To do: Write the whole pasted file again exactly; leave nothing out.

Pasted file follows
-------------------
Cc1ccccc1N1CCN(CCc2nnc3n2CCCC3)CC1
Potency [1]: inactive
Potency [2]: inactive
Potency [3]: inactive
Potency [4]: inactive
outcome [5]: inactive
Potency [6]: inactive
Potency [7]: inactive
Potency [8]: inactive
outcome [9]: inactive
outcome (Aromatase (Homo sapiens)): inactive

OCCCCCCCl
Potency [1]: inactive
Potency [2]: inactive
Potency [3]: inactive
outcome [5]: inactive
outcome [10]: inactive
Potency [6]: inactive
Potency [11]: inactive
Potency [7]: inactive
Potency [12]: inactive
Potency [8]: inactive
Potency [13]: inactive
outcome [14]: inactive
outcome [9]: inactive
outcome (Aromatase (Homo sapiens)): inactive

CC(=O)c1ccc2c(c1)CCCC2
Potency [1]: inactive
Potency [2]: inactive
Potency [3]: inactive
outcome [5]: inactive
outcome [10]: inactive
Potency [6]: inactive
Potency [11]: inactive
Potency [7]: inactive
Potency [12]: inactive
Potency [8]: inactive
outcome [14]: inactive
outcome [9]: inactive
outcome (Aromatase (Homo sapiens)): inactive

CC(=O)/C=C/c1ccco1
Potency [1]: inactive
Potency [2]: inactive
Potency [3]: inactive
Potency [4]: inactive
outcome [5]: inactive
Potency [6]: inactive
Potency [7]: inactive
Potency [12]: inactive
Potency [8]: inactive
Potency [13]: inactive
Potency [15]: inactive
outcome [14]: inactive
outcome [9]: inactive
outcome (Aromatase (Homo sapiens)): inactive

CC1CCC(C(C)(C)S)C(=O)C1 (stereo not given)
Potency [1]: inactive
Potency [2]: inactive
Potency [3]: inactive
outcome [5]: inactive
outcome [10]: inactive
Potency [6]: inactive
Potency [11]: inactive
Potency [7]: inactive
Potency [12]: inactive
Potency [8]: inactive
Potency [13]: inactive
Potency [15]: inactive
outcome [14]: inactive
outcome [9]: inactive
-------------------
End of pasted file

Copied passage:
Cc1ccccc1N1CCN(CCc2nnc3n2CCCC3)CC1
Potency [1]: inactive
Potency [2]: inactive
Potency [3]: inactive
Potency [4]: inactive
outcome [5]: inactive
Potency [6]: inactive
Potency [7]: inactive
Potency [8]: inactive
outcome [9]: inactive
outcome (Aromatase (Homo sapiens)): inactive

OCCCCCCCl
Potency [1]: inactive
Potency [2]: inactive
Potency [3]: inactive
outcome [5]: inactive
outcome [10]: inactive
Potency [6]: inactive
Potency [11]: inactive
Potency [7]: inactive
Potency [12]: inactive
Potency [8]: inactive
Potency [13]: inactive
outcome [14]: inactive
outcome [9]: inactive
outcome (Aromatase (Homo sapiens)): inactive

CC(=O)c1ccc2c(c1)CCCC2
Potency [1]: inactive
Potency [2]: inactive
Potency [3]: inactive
outcome [5]: inactive
outcome [10]: inactive
Potency [6]: inactive
Potency [11]: inactive
Potency [7]: inactive
Potency [12]: inactive
Potency [8]: inactive
outcome [14]: inactive
outcome [9]: inactive
outcome (Aromatase (Homo sapiens)): inactive

CC(=O)/C=C/c1ccco1
Potency [1]: inactive
Potency [2]: inactive
Potency [3]: inactive
Potency [4]: inactive
outcome [5]: inactive
Potency [6]: inactive
Potency [7]: inactive
Potency [12]: inactive
Potency [8]: inactive
Potency [13]: inactive
Potency [15]: inactive
outcome [14]: inactive
outcome [9]: inactive
outcome (Aromatase (Homo sapiens)): inactive

CC1CCC(C(C)(C)S)C(=O)C1 (stereo not given)
Potency [1]: inactive
Potency [2]: inactive
Potency [3]: inactive
outcome [5]: inactive
outcome [10]: inactive
Potency [6]: inactive
Potency [11]: inactive
Potency [7]: inactive
Potency [12]: inactive
Potency [8]: inactive
Potency [13]: inactive
Potency [15]: inactive
outcome [14]: inactive
outcome [9]: inactive